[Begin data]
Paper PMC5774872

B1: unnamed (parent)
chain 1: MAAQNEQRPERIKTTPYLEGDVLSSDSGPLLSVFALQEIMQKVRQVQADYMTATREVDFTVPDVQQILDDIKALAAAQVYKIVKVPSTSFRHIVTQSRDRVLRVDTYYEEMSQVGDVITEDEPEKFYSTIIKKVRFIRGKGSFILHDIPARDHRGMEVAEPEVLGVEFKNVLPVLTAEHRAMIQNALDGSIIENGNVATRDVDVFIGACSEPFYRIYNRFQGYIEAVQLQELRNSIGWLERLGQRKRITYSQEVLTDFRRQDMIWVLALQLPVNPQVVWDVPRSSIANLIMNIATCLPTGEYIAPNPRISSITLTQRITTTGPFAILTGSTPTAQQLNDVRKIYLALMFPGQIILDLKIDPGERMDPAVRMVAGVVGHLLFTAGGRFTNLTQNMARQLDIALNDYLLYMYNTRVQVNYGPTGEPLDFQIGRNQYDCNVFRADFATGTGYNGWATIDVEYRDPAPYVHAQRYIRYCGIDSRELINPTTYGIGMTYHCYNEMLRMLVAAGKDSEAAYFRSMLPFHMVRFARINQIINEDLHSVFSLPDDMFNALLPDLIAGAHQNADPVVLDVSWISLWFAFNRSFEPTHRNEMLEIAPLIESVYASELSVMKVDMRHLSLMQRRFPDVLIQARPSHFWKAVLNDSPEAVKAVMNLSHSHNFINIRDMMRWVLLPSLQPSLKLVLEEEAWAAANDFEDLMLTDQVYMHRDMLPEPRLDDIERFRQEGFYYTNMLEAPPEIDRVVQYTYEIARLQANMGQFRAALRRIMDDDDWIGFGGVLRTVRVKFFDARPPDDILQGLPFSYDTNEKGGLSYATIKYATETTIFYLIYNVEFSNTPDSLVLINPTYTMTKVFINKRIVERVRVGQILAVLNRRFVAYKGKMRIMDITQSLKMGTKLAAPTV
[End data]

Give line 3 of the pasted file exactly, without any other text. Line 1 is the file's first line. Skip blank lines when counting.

chain 1: MAAQNEQRPERIKTTPYLEGDVLSSDSGPLLSVFALQEIMQKVRQVQADYMTATREVDFTVPDVQQILDDIKALAAAQVYKIVKVPSTSFRHIVTQSRDRVLRVDTYYEEMSQVGDVITEDEPEKFYSTIIKKVRFIRGKGSFILHDIPARDHRGMEVAEPEVLGVEFKNVLPVLTAEHRAMIQNALDGSIIENGNVATRDVDVFIGACSEPFYRIYNRFQGYIEAVQLQELRNSIGWLERLGQRKRITYSQEVLTDFRRQDMIWVLALQLPVNPQVVWDVPRSSIANLIMNIATCLPTGEYIAPNPRISSITLTQRITTTGPFAILTGSTPTAQQLNDVRKIYLALMFPGQIILDLKIDPGERMDPAVRMVAGVVGHLLFTAGGRFTNLTQNMARQLDIALNDYLLYMYNTRVQVNYGPTGEPLDFQIGRNQYDCNVFRADFATGTGYNGWATIDVEYRDPAPYVHAQRYIRYCGIDSRELINPTTYGIGMTYHCYNEMLRMLVAAGKDSEAAYFRSMLPFHMVRFARINQIINEDLHSVFSLPDDMFNALLPDLIAGAHQNADPVVLDVSWISLWFAFNRSFEPTHRNEMLEIAPLIESVYASELSVMKVDMRHLSLMQRRFPDVLIQARPSHFWKAVLNDSPEAVKAVMNLSHSHNFINIRDMMRWVLLPSLQPSLKLVLEEEAWAAANDFEDLMLTDQVYMHRDMLPEPRLDDIERFRQEGFYYTNMLEAPPEIDRVVQYTYEIARLQANMGQFRAALRRIMDDDDWIGFGGVLRTVRVKFFDARPPDDILQGLPFSYDTNEKGGLSYATIKYATETTIFYLIYNVEFSNTPDSLVLINPTYTMTKVFINKRIVERVRVGQILAVLNRRFVAYKGKMRIMDITQSLKMGTKLAAPTV